One of the highlights of the Sydney Comedy Fest running till 19 May 2019 is always Theatresports®. For those who don’t know, Theatresports® is an improv competition where a director or the audience provide input for the improv scenes and a panel of judges scores each round till a winner is decided. I’ll admit I’m a bit biased, having been a theatre teacher in high school in a previous life, but there’s something so raw, so original and so exciting about a show that’s created on the spot that never fails to amaze me.
This year, improvised comedy cup winners from the ‘80s, ‘90s and ‘naughties’ went head-to-head at the Enmore Theatre during the 2019 Sydney Comedy Festival at the Theatresports All Stars Annual ‘Battle of the Champions’!
While it was billed as a battle, in the first few rounds all the teams were split up and new mixed teams were selected for each round, which I found a bit confusing at first. However, I soon realised that the battle element of it was all fun and games, kind of like a primary school footy competition where all the children win medals. I did find that the oldest troupe there, the 80’s bunch, were the funniest when it came to the onstage chemistry.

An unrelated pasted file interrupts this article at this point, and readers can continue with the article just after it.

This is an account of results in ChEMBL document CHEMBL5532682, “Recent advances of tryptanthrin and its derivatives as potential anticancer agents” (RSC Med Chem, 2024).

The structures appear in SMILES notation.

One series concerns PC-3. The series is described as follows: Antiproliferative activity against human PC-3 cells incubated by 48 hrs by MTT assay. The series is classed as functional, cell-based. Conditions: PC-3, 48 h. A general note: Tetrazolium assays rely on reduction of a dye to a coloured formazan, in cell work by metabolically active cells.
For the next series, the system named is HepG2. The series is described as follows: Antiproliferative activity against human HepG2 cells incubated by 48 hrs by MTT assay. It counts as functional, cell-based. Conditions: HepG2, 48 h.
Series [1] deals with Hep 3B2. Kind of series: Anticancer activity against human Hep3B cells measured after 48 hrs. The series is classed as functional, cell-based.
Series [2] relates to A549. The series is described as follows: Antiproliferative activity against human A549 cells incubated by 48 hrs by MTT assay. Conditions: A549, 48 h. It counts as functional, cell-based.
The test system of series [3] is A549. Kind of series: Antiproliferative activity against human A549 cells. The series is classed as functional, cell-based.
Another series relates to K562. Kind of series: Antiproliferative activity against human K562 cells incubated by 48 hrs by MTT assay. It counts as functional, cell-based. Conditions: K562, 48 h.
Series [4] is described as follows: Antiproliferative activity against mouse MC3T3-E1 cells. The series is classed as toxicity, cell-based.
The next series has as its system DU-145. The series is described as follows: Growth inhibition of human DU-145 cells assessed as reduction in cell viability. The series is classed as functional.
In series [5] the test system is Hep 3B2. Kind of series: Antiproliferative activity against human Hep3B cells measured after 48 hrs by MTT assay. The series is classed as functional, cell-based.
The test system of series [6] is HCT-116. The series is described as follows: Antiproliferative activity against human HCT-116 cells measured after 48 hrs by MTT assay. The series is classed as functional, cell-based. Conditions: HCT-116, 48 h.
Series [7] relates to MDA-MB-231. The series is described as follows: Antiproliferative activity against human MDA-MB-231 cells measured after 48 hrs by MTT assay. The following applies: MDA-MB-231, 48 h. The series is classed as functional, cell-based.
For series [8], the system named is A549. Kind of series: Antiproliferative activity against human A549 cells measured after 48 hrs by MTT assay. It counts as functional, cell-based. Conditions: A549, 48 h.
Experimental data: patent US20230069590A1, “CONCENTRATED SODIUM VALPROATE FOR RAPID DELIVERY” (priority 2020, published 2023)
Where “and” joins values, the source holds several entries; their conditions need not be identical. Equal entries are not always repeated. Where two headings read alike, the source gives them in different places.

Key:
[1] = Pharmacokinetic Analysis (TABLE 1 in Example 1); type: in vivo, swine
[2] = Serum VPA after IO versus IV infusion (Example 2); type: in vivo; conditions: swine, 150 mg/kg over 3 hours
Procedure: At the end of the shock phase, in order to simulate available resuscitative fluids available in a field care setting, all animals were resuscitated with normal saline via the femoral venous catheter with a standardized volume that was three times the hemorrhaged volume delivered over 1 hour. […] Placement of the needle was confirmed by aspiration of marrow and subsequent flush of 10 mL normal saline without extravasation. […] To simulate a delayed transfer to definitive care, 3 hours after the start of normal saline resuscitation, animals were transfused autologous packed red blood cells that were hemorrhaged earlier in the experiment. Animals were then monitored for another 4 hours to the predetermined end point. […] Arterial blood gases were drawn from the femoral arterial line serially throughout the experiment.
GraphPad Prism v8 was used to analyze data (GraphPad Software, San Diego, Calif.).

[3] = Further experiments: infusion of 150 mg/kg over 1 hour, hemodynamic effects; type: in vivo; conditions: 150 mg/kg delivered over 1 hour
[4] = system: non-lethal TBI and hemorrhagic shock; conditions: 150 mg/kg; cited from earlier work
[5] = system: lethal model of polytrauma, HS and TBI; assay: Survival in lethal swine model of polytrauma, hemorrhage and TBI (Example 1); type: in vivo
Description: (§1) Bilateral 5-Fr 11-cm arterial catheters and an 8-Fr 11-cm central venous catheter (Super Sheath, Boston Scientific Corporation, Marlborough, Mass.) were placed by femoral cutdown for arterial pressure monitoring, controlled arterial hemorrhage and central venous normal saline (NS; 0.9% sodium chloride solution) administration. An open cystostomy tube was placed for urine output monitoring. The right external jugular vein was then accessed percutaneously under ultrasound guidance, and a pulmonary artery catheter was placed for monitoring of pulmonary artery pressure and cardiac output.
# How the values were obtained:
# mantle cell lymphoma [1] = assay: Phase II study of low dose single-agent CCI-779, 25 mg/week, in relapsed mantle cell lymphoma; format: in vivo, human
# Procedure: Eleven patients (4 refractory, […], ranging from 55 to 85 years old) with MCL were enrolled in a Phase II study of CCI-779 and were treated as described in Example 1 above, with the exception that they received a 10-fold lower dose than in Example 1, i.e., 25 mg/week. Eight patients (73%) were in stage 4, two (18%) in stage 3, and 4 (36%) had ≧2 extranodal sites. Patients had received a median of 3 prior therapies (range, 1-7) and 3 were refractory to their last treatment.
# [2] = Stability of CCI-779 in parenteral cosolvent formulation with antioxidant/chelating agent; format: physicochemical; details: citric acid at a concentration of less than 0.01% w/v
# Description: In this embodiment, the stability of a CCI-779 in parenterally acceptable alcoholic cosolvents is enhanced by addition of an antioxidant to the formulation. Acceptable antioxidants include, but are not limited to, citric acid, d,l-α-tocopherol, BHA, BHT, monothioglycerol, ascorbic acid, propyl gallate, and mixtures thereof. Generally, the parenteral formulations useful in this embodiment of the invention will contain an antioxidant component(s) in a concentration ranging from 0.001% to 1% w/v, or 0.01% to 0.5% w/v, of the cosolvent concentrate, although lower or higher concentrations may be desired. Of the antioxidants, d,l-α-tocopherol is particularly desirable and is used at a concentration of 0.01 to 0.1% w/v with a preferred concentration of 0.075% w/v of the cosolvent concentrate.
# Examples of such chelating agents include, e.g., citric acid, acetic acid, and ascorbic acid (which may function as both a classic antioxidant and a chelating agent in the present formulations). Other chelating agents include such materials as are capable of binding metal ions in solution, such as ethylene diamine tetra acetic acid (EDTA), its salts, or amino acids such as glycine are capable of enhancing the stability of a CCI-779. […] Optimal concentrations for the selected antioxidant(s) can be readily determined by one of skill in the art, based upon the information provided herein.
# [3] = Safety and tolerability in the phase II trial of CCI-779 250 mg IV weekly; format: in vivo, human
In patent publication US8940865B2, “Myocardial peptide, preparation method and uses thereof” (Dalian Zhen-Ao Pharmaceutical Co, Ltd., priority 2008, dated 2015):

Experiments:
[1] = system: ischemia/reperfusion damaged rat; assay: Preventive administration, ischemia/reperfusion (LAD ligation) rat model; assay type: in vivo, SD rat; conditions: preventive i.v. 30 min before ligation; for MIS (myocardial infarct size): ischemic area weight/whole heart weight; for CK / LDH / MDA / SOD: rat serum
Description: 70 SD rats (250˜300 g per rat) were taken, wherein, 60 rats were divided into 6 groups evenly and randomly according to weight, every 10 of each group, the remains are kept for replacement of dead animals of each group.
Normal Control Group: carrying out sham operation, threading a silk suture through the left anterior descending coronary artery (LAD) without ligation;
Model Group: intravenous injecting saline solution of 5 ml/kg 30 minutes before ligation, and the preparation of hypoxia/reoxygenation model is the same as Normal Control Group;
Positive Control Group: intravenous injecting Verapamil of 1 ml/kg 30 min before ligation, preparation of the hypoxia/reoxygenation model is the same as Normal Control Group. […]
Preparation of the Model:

After a dazzling array of skits including emotional rollercoaster, spontaneous combustion (30 one line scenes in 3 minutes), genre switches and musical comedy, it came down to the last round – the epic round. The youngest team were asked to create a school bake sale in the form of Game of Thrones. Topical as it may be, their performance was truly hilarious, with one joke about ‘Bran’ cookies bringing the entire house down. The 90’s group also brought their A-game to this round, creating an absurdist opera about the races that was so clever it wasn’t even funny. And finally, the 80’s team got to do Shakespeare with a twist, a form of improv that’s so popular no show is complete without it. Their Shakespeare at the Royal Easter show was funny, but paled in comparison to what had followed before it. The champions were the younguns – by the faintest of margins – and an evening of unexpected twists and turns came to a close with a heart warming exhortation by the participants to involve more children in Theatresports and the arts in general.
Haseeb Chishti is a theatre director turned management consultant living in Sydney. He enjoys writing about art and can be spotted at art shows around Sydney, looking inconspicuous with a Dali moustache.
Disclosure: The Plus Ones were invited guests of Geoff Sirmai Arts Publicity
Image credits: Stephen Reinhardt